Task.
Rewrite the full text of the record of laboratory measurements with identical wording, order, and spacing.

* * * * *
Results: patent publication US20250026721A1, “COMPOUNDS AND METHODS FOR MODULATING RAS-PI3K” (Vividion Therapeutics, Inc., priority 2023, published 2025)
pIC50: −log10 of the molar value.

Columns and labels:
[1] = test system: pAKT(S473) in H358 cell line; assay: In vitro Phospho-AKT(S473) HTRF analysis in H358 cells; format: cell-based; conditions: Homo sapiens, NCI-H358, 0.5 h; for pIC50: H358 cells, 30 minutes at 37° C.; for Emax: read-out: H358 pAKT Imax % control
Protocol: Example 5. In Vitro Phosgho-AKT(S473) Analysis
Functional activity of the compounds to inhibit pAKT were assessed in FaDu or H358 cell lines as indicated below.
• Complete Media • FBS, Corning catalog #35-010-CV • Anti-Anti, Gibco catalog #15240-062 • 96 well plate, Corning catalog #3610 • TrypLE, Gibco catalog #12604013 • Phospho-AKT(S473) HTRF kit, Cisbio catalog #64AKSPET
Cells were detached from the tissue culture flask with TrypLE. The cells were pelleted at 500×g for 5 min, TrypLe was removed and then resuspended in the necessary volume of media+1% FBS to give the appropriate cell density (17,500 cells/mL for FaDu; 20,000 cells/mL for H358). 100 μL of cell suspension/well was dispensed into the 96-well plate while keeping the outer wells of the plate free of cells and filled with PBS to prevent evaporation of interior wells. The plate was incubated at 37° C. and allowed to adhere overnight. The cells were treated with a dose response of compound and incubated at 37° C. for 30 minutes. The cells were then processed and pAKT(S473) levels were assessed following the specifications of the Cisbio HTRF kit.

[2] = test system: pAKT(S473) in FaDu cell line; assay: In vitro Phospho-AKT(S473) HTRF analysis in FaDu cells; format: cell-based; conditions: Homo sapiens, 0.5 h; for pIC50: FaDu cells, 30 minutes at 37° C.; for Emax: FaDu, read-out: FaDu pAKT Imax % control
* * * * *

Results: patent publication US20250026721A1, “COMPOUNDS AND METHODS FOR MODULATING RAS-PI3K” (Vividion Therapeutics, Inc., priority 2023, published 2025)
pIC50: −log10 of the molar value.

Columns and labels:
[1] = test system: pAKT(S473) in H358 cell line; assay: In vitro Phospho-AKT(S473) HTRF analysis in H358 cells; format: cell-based; conditions: Homo sapiens, NCI-H358, 0.5 h; for pIC50: H358 cells, 30 minutes at 37° C.; for Emax: read-out: H358 pAKT Imax % control
Protocol: Example 5. In Vitro Phosgho-AKT(S473) Analysis
Functional activity of the compounds to inhibit pAKT were assessed in FaDu or H358 cell lines as indicated below.
• Complete Media • FBS, Corning catalog #35-010-CV • Anti-Anti, Gibco catalog #15240-062 • 96 well plate, Corning catalog #3610 • TrypLE, Gibco catalog #12604013 • Phospho-AKT(S473) HTRF kit, Cisbio catalog #64AKSPET
Cells were detached from the tissue culture flask with TrypLE. The cells were pelleted at 500×g for 5 min, TrypLe was removed and then resuspended in the necessary volume of media+1% FBS to give the appropriate cell density (17,500 cells/mL for FaDu; 20,000 cells/mL for H358). 100 μL of cell suspension/well was dispensed into the 96-well plate while keeping the outer wells of the plate free of cells and filled with PBS to prevent evaporation of interior wells. The plate was incubated at 37° C. and allowed to adhere overnight. The cells were treated with a dose response of compound and incubated at 37° C. for 30 minutes. The cells were then processed and pAKT(S473) levels were assessed following the specifications of the Cisbio HTRF kit.

[2] = test system: pAKT(S473) in FaDu cell line; assay: In vitro Phospho-AKT(S473) HTRF analysis in FaDu cells; format: cell-based; conditions: Homo sapiens, 0.5 h; for pIC50: FaDu cells, 30 minutes at 37° C.; for Emax: FaDu, read-out: FaDu pAKT Imax % control